Simplify Your Keychain Access

Understanding how to work with and leverage the power of Keychain Services is an essential part of iOS development. The SecItem API’s comes as part of the Security framework in iOS and allows you to save sensitive user information inside the Secure Enclave built into all iOS devices. In case you need to be in the know, the Secure Enclave is defined by Apple as:

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Pro Tip: Boolean chaining

You might occasionally reach a state where a status is defined by a sequence of boolean values. This is common occurrence when dealing with state machines, here’s an abstracted example:

var isConnected : Bool = true
var hasData : Bool = true
var isDataStale: Bool = false

var isDataReadyForPresentation : Bool {
  return isConnected && hasData && !isDataStale

Depending on the complexity of your state machine, the definition of the variable ‘isDataReadyForPresentation‘ would be sufficient, but if calculating this value depends on a sequence of  a large number of values, you quickly will loose readability on a long line of boolean conditions.

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Managing user input

When dealing with user input, Murphy’s Law will always apply in full force: “Anything than can go wrong will go wrong”. Or as Douglas Adams would have it:

“A common mistake that people make when trying to design something completely foolproof is to underestimate the ingenuity of complete fools”

This is a common crux for us developers: how do we architect a completely foolproof system? There are many routes you can take to do this, but in this particular blog post, I would like to focus on a specific aspect of this: managing user inputs.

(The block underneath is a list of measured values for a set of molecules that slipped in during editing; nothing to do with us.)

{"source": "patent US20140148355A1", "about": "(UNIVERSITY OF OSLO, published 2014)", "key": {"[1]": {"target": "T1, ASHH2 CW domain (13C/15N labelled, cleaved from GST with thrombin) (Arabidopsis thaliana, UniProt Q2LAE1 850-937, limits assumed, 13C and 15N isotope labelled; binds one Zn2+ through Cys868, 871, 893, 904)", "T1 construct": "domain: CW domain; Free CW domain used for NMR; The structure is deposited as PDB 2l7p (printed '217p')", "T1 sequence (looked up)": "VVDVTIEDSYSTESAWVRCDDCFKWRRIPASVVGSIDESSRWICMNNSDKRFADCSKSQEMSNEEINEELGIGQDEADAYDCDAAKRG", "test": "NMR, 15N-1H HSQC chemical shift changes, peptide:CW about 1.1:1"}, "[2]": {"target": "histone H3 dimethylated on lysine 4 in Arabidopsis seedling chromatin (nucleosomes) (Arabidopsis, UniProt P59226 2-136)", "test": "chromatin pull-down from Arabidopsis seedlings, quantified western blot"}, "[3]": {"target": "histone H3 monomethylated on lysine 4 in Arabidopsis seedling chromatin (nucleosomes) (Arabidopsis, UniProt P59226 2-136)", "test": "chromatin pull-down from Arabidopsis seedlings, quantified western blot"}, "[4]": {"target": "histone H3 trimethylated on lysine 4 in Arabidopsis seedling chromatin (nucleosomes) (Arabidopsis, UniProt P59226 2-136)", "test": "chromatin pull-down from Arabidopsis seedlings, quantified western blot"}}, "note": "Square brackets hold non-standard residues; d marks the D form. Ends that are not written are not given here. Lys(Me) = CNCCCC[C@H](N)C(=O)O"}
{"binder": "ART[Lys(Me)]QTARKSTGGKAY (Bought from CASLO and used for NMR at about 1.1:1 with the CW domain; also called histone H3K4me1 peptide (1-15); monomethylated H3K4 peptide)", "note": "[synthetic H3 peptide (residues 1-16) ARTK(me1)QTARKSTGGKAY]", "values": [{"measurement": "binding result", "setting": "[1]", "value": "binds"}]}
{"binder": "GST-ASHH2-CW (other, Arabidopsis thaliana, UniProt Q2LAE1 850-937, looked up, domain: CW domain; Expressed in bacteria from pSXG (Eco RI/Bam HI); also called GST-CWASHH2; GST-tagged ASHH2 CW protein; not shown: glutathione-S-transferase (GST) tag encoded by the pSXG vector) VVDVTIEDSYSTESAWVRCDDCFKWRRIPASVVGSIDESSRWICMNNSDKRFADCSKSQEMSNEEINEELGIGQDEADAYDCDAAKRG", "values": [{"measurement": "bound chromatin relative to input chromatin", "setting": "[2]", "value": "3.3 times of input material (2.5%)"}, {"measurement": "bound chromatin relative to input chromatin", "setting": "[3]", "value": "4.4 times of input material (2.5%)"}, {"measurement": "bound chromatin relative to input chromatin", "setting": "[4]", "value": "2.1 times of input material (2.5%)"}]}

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I find it hard to believe that any developer can deny the importance and usefulness that a right use of hashes can offer their applications.

From security and data management to object comparisons, hashes are used extensively throughout the framework and should, in the right circumstances, be used by you as a developer when the time merits them. But, what exactly is a hash? Simply speaking it’s a form of encryption that maps data of arbitrary length to a data object of a fixed size (number, string, etc),  but if you want to get all technical you can read this article on Wikipedia, wherein it explains hashes and it’s use through hash functions:

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Automating keyboard layouts

Normally, developing a keyboard interface starts with putting a UITextField, a UITextField, or another UIResponder into your application’s view hierarchy…